Striped-Necked Musk Turtle, Sternotherus minor
The Striped-necked Musk Turtle is found east of the Tennessee River (western middle Tennessee portion) with the exception of the Cumberland River drainage. The Stripe-necked Musk Turtle (S. m. peltifer) is the only subspecies of Loggerhead Musk Turtle that occurs in Tennessee.
Description: A small aquatic turtle (3.0 to 4.0 inches in length) with keeled (prominent in juveniles), tan to brown carapace (upper shell) sprinkled with dark spots.
The large head is light brown with dark spots and has dark, prominent stripes along sides of head and neck.
Two barbels (fleshy nodules) hang down from the chin. The pink or yellow plastron (lower shell) is small with only 1 hinge. Males have a much larger head and females have a very short tail.
Similar Species: Eastern Musk Turtle has light-colored stripes on the side of the head and barbels on chin plus neck.
Habitat: Occurs in creeks, springs, ponds, rivers, and wetlands. Commonly found around snags and fallen trees over a soft substrate.
Diet: Feeds primarily on snails and mussels; also insects, crayfish, and some vegetation.
Breeding information: Adults mate in spring resulting in female egg laying through the summer.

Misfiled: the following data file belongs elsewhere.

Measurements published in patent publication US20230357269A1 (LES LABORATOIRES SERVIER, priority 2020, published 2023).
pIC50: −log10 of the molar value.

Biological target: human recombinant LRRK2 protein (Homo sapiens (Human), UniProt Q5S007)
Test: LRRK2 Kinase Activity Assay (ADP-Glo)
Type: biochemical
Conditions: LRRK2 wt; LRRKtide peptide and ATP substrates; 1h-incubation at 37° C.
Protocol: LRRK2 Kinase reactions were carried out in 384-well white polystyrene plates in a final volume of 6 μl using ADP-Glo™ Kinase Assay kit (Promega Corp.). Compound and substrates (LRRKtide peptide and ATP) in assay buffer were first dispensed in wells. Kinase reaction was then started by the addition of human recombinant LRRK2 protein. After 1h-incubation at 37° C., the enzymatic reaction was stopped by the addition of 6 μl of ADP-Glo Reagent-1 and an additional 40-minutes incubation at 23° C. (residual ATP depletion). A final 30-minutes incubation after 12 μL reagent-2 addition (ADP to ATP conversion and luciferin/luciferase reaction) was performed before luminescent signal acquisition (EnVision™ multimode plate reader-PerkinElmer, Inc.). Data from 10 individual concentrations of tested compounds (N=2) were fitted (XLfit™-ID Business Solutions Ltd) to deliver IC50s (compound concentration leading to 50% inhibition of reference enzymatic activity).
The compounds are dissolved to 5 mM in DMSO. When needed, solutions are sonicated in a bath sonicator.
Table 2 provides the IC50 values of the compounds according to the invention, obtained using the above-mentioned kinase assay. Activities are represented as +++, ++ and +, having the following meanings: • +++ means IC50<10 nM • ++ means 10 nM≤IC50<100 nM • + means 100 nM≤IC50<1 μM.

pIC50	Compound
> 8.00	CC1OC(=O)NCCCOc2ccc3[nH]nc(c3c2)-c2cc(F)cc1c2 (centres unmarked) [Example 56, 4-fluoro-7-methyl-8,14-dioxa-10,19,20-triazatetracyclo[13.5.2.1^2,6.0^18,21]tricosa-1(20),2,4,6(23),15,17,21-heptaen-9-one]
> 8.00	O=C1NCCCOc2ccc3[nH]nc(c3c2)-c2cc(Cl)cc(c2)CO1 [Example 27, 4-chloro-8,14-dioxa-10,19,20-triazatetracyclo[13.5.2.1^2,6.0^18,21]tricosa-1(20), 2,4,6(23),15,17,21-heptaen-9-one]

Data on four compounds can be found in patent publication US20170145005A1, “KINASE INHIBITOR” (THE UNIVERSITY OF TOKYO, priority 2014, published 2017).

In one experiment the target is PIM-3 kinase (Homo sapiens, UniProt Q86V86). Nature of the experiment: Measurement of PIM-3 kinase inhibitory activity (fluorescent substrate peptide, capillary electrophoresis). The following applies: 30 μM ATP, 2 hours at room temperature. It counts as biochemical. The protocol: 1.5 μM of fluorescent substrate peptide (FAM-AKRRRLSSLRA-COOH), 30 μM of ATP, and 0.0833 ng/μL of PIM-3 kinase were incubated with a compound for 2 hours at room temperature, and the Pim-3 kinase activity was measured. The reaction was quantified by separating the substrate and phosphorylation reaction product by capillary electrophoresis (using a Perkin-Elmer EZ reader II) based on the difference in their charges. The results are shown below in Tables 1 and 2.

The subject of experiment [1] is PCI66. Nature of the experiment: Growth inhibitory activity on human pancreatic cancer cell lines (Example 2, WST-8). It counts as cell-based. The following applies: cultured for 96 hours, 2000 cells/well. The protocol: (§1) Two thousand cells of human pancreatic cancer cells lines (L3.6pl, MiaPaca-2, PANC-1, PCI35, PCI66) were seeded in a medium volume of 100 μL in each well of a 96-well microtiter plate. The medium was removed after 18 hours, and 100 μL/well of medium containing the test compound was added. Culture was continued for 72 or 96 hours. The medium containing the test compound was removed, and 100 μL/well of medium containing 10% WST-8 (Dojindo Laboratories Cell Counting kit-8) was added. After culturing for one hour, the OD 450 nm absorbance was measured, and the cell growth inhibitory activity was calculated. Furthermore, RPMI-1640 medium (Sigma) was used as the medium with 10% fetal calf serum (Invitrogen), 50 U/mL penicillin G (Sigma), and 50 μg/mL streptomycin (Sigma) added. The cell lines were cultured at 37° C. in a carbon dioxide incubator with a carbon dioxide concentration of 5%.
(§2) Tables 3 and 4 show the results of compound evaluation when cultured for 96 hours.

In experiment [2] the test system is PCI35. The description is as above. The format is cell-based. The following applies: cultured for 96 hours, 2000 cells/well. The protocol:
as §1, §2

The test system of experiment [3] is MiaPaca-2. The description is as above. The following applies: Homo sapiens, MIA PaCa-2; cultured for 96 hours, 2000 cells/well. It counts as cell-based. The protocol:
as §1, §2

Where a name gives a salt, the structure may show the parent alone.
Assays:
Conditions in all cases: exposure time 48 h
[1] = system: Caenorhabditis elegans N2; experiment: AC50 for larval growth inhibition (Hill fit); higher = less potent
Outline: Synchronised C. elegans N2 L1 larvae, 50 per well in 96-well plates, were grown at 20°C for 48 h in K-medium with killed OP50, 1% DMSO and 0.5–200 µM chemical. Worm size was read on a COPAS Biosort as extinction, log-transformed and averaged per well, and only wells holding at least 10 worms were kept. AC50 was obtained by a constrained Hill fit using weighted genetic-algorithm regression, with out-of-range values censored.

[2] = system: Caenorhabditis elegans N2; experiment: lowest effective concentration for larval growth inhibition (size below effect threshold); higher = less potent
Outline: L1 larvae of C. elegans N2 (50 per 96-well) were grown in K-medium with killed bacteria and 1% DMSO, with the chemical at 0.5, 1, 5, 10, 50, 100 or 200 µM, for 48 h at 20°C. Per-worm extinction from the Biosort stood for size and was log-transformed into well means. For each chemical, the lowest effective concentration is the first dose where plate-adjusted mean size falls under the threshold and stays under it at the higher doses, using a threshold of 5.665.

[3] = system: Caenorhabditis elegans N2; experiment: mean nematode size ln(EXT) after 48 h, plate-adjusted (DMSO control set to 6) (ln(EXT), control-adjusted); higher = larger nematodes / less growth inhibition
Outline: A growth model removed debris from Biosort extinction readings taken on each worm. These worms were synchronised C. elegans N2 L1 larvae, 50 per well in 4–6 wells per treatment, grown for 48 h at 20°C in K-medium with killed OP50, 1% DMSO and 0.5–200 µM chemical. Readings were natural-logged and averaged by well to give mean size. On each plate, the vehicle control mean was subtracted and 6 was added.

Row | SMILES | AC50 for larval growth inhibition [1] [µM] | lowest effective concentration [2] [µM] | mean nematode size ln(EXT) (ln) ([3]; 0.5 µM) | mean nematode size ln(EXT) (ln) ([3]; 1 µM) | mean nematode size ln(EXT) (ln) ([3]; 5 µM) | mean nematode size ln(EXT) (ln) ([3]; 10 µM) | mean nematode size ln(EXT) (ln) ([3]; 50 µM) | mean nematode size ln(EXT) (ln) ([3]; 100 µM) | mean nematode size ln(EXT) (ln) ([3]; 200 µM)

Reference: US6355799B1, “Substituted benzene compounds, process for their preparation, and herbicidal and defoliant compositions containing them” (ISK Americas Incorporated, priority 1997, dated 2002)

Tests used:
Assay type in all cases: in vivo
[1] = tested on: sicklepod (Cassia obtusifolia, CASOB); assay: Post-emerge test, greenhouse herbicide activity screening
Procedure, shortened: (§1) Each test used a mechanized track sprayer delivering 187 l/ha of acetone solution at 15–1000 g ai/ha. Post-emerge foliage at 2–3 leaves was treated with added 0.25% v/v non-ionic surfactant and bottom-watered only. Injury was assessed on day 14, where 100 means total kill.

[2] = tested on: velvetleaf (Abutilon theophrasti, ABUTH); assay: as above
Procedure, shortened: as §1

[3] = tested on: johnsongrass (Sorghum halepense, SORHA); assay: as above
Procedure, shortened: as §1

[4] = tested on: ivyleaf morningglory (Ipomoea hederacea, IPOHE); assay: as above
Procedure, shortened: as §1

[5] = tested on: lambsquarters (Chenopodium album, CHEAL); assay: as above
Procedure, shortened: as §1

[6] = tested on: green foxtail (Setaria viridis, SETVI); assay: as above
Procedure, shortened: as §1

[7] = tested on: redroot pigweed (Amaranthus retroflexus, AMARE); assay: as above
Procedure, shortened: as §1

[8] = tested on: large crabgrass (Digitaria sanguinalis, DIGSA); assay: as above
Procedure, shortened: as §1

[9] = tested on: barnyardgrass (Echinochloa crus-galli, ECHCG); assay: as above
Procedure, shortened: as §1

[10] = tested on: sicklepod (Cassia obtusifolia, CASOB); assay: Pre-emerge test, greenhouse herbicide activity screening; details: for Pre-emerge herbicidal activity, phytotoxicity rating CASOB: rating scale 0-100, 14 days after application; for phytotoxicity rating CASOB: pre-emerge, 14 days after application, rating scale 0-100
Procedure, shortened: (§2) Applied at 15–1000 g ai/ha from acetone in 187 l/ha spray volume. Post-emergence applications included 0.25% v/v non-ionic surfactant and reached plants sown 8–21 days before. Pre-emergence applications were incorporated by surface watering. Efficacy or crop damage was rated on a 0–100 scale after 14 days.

Females lay several clutches of 2-3 hard-shelled eggs in nests dugout of loose organic material near streams. The young hatch out after 8-16 weeks.
Status in Tennessee: Appears to be common in suitable habitat in the Tennessee River drainages. Vulnerable to water pollution and siltation from soil runoff.
- When submerged in water Stripe-necked Musk Turtles walk along the bottom in search of food. They can remain underwater for a long time due to its ability to absorb oxygen from the water through the lining of its mouth and throat.
Best places to see in Tennessee: Large creeks or oxbows in the Tennessee River drainages.
Conant, R. and Collins, J. 1998. Peterson Field Guides: Reptiles and Amphibians (Eastern/Central North America). Houghton Mifflin Company, New York. 616pp.
Jensen, J. B., Camp C. D., Gibbons, W., and Elliot, M. J. 2008. Amphibians and Reptiles of Georgia, University of Georgia Press, Athens, GA. 575pp.